Today is the day the Bureau of Land Management is supposed to begin working out of its new national headquarters at 760 Horizon Drive.
The Sentinel’s Dennis Webb has detailed all of the reasons why the headquarters relocation is controversial. There’s no assurance that this move will even stick, given ongoing efforts to overturn it.
At some point, the Government Accountability Office will release the results of an investigation into the move, conducted at the behest of U.S. Rep. Raul Grijalva, D-Ariz., chairman of the House Natural Resources Committee.
Grijalva wants the GAO to determine if the move was properly planned and analyzed and will deliver the benefits the Trump administration is claiming. Conservation groups plan to drive that message home by protesting in front of the new headquarters this morning.
This isn’t the welcome we imagined when the idea to move the BLM west first took root. But it’s an important first lesson our new BLM neighbors need to understand about their new home. Public lands management inspires a lot of passion around here.
Let’s put politics and controversy aside for the moment and tell you, BLM headquarters staff, a little bit about this community.
First, we’re glad you’re here. Don’t let the protests discourage you. They’re taking a swipe at D.C. machinations, not you. Your arrival here is a big deal because it validates our efforts to diversify. We’ve spent a lot of time and energy thinking about how to attract high-paying jobs to the Grand Valley. We are in the midst of a transition from an extraction economy to something a little more well-rounded.
We’ve discovered that our proximity to public lands makes us a playground. We’ve always enjoyed hiking, dirt biking, skiing (both downhill and cross-country), mountain biking, rock climbing, rafting, hunting, fishing and snowmobiling. But in the last five years, we’ve learned that access to outdoor recreation is one of our most important economic development tools.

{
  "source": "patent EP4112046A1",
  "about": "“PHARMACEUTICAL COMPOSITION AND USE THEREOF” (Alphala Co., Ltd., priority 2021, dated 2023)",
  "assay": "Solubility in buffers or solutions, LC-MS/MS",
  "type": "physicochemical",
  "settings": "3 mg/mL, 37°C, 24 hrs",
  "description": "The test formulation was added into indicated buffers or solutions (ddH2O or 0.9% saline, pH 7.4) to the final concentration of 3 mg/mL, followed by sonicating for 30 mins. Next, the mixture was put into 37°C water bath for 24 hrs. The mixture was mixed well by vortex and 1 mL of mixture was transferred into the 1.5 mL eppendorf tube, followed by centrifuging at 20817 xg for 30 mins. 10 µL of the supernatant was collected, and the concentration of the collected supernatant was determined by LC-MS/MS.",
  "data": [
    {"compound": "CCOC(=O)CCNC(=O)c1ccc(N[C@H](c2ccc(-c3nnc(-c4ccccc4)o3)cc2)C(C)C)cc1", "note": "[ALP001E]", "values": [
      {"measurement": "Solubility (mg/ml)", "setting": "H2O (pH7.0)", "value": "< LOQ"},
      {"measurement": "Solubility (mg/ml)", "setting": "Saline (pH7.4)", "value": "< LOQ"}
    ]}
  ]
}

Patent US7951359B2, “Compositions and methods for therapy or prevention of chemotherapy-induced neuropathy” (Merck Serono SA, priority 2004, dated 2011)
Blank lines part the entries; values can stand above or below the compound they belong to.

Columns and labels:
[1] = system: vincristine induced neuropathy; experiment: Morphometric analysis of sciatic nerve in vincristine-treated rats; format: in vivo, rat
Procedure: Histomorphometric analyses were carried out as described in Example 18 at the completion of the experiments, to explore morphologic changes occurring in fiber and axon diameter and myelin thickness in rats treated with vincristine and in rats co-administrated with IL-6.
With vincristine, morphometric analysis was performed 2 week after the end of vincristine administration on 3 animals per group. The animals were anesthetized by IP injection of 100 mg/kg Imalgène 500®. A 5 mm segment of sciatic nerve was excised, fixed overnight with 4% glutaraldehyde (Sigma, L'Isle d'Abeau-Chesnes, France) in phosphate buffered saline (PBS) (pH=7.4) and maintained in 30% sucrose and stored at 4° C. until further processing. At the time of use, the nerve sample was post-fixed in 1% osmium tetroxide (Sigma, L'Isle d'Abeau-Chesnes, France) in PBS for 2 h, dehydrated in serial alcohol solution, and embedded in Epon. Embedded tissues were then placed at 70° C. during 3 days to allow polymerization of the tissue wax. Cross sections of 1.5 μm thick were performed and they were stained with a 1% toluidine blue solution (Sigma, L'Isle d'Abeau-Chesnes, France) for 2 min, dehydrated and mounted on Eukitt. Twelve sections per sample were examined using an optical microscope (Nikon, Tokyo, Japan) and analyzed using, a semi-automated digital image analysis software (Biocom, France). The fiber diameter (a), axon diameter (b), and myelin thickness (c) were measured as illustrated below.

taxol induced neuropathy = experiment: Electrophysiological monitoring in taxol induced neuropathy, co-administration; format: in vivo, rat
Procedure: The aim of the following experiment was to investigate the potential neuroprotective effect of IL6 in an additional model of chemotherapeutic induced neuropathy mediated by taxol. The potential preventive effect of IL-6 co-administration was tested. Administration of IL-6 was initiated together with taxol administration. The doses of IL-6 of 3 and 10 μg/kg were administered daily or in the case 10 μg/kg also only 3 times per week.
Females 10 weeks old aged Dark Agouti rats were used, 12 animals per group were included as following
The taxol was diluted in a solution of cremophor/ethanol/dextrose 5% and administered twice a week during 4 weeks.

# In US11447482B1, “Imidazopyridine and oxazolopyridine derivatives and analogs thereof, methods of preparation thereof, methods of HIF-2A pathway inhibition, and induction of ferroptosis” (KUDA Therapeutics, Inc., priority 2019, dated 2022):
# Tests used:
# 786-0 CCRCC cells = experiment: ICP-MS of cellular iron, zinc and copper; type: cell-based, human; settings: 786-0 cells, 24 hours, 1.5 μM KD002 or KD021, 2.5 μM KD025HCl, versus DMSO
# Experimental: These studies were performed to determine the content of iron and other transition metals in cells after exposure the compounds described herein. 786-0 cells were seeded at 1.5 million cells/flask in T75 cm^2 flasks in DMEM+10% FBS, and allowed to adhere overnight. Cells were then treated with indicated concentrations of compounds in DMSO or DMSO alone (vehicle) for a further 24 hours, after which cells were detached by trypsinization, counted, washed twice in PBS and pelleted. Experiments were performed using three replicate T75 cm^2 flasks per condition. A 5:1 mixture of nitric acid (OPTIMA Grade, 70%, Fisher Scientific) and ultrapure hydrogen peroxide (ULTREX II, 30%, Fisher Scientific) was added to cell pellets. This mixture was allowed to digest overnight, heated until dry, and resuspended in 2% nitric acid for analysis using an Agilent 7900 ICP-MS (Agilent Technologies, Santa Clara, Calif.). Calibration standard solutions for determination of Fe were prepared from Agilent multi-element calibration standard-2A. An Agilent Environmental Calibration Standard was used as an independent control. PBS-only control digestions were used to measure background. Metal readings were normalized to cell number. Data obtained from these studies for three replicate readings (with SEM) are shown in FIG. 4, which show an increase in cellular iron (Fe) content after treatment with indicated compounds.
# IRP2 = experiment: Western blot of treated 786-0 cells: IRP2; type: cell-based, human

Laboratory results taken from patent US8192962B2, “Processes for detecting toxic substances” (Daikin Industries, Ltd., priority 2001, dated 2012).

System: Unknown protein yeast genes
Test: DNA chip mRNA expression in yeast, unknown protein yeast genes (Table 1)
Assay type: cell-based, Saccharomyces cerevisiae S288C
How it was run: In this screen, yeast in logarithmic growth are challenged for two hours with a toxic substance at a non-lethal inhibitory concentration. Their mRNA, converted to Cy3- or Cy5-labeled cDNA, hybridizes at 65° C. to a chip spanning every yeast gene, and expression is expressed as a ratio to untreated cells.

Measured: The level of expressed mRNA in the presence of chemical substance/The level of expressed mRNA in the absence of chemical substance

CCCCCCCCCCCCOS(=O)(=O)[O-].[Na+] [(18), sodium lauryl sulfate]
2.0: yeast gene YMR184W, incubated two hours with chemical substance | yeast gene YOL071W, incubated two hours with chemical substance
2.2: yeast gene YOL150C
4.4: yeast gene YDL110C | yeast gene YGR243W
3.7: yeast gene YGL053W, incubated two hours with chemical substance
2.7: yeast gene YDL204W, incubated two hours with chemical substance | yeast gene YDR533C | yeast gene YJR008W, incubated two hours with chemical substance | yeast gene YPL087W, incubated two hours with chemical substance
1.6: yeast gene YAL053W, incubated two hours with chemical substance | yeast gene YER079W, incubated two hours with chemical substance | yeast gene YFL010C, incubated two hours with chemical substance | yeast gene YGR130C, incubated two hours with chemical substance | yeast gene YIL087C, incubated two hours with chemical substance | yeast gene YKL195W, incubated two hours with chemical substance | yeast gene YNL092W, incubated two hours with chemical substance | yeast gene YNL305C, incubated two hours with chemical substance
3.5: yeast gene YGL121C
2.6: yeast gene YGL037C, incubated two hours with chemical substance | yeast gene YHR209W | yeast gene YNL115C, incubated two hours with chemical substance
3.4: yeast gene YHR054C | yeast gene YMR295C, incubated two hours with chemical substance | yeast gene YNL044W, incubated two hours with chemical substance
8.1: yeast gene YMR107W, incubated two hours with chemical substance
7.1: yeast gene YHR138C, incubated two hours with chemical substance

Our quality of life is far more attractive to prospective employers than a low tax burden or the prevailing wage. So, in addition to promoting outdoor recreation, we’ve worked hard on improving the “vibe” — good “field to fork” restaurants, microbreweries, arts and cultural events, concerts, festivals. We’re trying to turn a riverfront area on the Colorado River into something hip and fun.
This is a very giving community. There are tons of service clubs and nonprofits we hope you’ll consider affiliating with. It’s a great way to get to know your neighbors and put your fingers on the pulse of Western Colorado society.
We’re pretty casual around here. You won’t see a lot of suits and ties outside of courtrooms and churches.
Our schools are good. We want them to be great and we have some work to do to get more local taxpayer support of capital projects. We hope you can help stress the value of education.
Enjoy getting anywhere in Grand Junction in about 15 minutes and try not to laugh when you hear locals grumbling about “traffic.”
You may find that being surrounded by beautiful mountains, adjacent to the convergence of the two biggest rivers in the state gives you a perspective about public lands (and man’s relationship to them) that life inside the Capital Beltway could never offer.